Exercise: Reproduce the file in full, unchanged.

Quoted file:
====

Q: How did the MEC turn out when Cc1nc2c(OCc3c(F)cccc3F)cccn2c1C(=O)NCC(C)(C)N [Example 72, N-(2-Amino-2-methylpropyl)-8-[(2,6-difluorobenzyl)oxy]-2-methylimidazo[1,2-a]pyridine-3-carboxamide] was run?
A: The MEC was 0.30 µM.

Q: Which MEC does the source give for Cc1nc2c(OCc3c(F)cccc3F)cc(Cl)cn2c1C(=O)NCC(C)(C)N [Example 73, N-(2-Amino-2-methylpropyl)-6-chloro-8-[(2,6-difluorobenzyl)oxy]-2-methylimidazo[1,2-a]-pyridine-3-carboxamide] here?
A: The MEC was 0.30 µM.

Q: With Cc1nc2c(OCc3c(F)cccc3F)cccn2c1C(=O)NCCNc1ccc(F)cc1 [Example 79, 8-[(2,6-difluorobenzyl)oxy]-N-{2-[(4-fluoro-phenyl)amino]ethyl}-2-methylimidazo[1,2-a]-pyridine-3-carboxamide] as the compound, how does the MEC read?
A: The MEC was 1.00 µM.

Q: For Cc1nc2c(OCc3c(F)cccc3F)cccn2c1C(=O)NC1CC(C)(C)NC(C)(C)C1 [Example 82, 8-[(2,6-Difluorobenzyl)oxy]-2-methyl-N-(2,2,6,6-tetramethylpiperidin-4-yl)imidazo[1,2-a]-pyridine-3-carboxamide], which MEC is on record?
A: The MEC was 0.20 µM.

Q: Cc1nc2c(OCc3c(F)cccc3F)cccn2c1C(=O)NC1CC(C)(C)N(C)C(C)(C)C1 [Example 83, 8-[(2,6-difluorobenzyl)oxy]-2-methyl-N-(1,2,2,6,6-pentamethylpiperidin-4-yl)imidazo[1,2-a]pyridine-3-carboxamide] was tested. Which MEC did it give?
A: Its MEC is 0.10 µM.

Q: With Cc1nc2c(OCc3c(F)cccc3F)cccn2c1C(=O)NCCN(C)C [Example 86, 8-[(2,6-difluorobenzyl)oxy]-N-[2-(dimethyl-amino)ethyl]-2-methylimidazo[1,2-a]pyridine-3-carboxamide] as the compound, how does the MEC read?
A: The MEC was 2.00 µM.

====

Q: How did the MEC turn out when Cc1nc2c(OCc3c(F)cccc3F)cccn2c1C(=O)NCC(C)(C)N [Example 72, N-(2-Amino-2-methylpropyl)-8-[(2,6-difluorobenzyl)oxy]-2-methylimidazo[1,2-a]pyridine-3-carboxamide] was run?
A: The MEC was 0.30 µM.

Q: Which MEC does the source give for Cc1nc2c(OCc3c(F)cccc3F)cc(Cl)cn2c1C(=O)NCC(C)(C)N [Example 73, N-(2-Amino-2-methylpropyl)-6-chloro-8-[(2,6-difluorobenzyl)oxy]-2-methylimidazo[1,2-a]-pyridine-3-carboxamide] here?
A: The MEC was 0.30 µM.

Q: With Cc1nc2c(OCc3c(F)cccc3F)cccn2c1C(=O)NCCNc1ccc(F)cc1 [Example 79, 8-[(2,6-difluorobenzyl)oxy]-N-{2-[(4-fluoro-phenyl)amino]ethyl}-2-methylimidazo[1,2-a]-pyridine-3-carboxamide] as the compound, how does the MEC read?
A: The MEC was 1.00 µM.

Q: For Cc1nc2c(OCc3c(F)cccc3F)cccn2c1C(=O)NC1CC(C)(C)NC(C)(C)C1 [Example 82, 8-[(2,6-Difluorobenzyl)oxy]-2-methyl-N-(2,2,6,6-tetramethylpiperidin-4-yl)imidazo[1,2-a]-pyridine-3-carboxamide], which MEC is on record?
A: The MEC was 0.20 µM.

Q: Cc1nc2c(OCc3c(F)cccc3F)cccn2c1C(=O)NC1CC(C)(C)N(C)C(C)(C)C1 [Example 83, 8-[(2,6-difluorobenzyl)oxy]-2-methyl-N-(1,2,2,6,6-pentamethylpiperidin-4-yl)imidazo[1,2-a]pyridine-3-carboxamide] was tested. Which MEC did it give?
A: Its MEC is 0.10 µM.

Q: With Cc1nc2c(OCc3c(F)cccc3F)cccn2c1C(=O)NCCN(C)C [Example 86, 8-[(2,6-difluorobenzyl)oxy]-N-[2-(dimethyl-amino)ethyl]-2-methylimidazo[1,2-a]pyridine-3-carboxamide] as the compound, how does the MEC read?
A: The MEC was 2.00 µM.